Clay soil is the bane of many a gardener's existence. Although it can be rich in nutrients, the individual soil particles are so densely packed together that it can become almost impossible for air, water and tender young plant roots to penetrate. Amending clay soil properly can take years, and is generally done every growing season. It is possible, however, to soften the soil enough to work it in just a few hours.
Dig into the soil 6 inches. Grab a handful of soil and squeeze it in your fist. If it crumbles when you open your fist, it is safe to work. If it remains in a lump, you must wait several rain-free days to work the soil. Working on wet clay soil will cause it to compact.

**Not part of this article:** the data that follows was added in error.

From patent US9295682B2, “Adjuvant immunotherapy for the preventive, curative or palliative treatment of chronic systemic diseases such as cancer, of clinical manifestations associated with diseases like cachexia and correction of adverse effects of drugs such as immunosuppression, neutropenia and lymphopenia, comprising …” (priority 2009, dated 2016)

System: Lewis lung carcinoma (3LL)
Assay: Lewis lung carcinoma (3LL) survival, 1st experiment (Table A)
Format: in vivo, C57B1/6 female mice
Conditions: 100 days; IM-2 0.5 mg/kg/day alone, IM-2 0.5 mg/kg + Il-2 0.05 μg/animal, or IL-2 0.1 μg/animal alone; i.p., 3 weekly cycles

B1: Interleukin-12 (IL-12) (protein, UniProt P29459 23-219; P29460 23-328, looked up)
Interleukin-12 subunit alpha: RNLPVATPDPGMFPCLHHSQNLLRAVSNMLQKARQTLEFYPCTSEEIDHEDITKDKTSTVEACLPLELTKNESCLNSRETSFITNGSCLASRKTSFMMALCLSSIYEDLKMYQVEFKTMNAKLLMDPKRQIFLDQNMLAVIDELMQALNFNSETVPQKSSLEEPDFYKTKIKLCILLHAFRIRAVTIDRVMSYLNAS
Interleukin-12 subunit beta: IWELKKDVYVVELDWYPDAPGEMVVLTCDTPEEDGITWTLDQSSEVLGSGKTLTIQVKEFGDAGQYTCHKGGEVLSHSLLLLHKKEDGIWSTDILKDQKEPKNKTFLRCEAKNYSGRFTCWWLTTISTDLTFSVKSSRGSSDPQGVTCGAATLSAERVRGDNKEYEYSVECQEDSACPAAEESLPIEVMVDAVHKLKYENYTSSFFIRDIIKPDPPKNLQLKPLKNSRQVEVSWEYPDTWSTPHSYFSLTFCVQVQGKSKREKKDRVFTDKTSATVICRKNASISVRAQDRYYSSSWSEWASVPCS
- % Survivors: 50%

Rototill or dig into the soil with a pitchfork to a depth of 12 inches. If using the pitchfork, use the back of it to crush any large clods of soil.
Add 3 inches of redwood shavings and 3 inches of compost to the soil and mix it in to a depth of 12 inches. It is important that the amendments are mixed thoroughly with the existing soil, otherwise water may not be able to penetrate.
Rake the area level, and water until the top 5 inches of soil is wet.